Now I'm going to come back to ingestion risk and talk about 50 miles and what all of that means. But I am just talking about inhalation risk. So by 6 miles, the studies say the inhalation risk has dropped to a point where there is not a danger from inhalation poisoning. Now people ask the question, What happens if the wind is blowing at 40 miles an hour instead of 10 miles per hour? Because you know intuition would tell you, well, at 40 miles an hours it means it's going to get here much faster so that six mile thing doesn't make sense. Well, actually the science says that in the event of a release, the stronger the wind is blowing the safer we are. The wind, the stronger wind actually dissipates and diminishes the levels of radioactivity and that works to our favor.

The fast, God forbid we have a release at Pilgrim, the best thing that can happen to us is it takes place in a northeaster where it is raining in sheets and the wind is blowing at 40 miles an hour because rain, snow, fog, and wind are our friends in terms of bringing down the levels of radioactivity in the atmosphere. So the NRC says that at about 6 miles, that's the critical point.


The EPZ, the 10 miles, is meant to deal with the inhalation danger. Now if you're within..... if there is a release and you're within that area in which there is going to be an inhalation danger, meaning within 10 miles and is probably
less than 10 miles but we use 10 miles. If you're in the EPZ and there is a threatened or actual release, what do we do? What do we do as planners? What do we ask the public to do? What do we ask the public to prepare for?

There are two ways to mitigate the inhalation risk. One is to get outside, get outta Dodge, which is to move outside of the EPZ and the other and that....that by far is the best course of action if time and circumstances allow so as when we exercise our nuclear preparedness plans with our local EPZ communities as the responsible I typically as the state director am the person who make the decision-do we evacuate or do we not evacuate? and I do that based on recommendations that come to me. But if we can safely move people out of the EPZ, that's the decision we make.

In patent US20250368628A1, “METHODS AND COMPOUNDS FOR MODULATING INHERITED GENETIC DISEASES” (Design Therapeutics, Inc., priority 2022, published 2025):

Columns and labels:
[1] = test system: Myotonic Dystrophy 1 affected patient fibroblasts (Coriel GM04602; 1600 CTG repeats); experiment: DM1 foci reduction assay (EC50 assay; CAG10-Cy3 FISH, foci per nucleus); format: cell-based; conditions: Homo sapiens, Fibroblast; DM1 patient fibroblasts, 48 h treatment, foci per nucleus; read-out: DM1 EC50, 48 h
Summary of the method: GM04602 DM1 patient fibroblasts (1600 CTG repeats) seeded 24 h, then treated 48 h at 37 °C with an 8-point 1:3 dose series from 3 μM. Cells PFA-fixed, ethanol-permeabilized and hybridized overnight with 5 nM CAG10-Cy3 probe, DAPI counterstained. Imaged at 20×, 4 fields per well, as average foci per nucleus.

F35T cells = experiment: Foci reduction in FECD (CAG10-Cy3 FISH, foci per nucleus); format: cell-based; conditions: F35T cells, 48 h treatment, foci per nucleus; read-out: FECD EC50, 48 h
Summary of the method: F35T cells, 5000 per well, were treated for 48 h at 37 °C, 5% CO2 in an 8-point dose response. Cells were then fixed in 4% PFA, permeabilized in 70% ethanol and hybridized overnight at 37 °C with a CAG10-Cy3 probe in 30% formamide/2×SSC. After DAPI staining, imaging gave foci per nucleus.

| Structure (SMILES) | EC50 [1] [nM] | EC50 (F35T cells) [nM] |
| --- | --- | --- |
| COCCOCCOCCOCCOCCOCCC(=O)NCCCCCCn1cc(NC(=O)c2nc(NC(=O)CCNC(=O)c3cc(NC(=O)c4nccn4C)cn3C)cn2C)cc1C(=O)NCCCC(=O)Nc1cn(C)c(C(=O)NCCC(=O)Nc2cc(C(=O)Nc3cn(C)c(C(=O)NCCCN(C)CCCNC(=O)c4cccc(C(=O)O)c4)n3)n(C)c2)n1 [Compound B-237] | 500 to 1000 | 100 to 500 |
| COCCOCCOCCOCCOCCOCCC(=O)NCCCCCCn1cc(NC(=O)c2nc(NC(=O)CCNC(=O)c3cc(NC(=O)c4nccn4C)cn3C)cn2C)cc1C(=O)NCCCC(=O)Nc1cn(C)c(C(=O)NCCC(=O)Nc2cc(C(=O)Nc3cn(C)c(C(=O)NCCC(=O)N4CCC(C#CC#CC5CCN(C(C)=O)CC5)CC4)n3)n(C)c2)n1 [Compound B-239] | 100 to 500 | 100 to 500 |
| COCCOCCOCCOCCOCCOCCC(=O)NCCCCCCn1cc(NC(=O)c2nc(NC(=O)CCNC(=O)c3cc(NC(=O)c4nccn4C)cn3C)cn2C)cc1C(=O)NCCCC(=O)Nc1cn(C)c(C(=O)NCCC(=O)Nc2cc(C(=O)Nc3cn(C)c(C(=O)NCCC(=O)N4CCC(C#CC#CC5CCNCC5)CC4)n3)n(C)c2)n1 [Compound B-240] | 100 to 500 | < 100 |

So if there appears to be a likelihood of release and time allows we call for an evacuation. Now typically we don't look at evacuating an entire EZP. We look at the direction the wind is blowing and we do plume modeling and we evacuate areas that are within or close to the plume. So if we had a due south wind blowing and the national weather service was saying it was blowing at 15 miles an hour to the south and there is no likelihood that in the next 6 hours that's going to do a 90/180 degree turn to the north, as we would be looking at evacuating areas to the south but not
necessarily to the north.

But our first, our preferred response it to evacuate. If evacuation is not possible, either you know and why might it not be the best course of action- well if there is already a release in progress you know if we...if we go from the point where we get the call at MEMA that there is an emergency at a plant, if we go from a emergency thing we'd been notified of an emergency to an actual release in a matter of an hour, I mean in a sort of worst caste scenario, like that there probably is not going to be time to evacuate people before the release.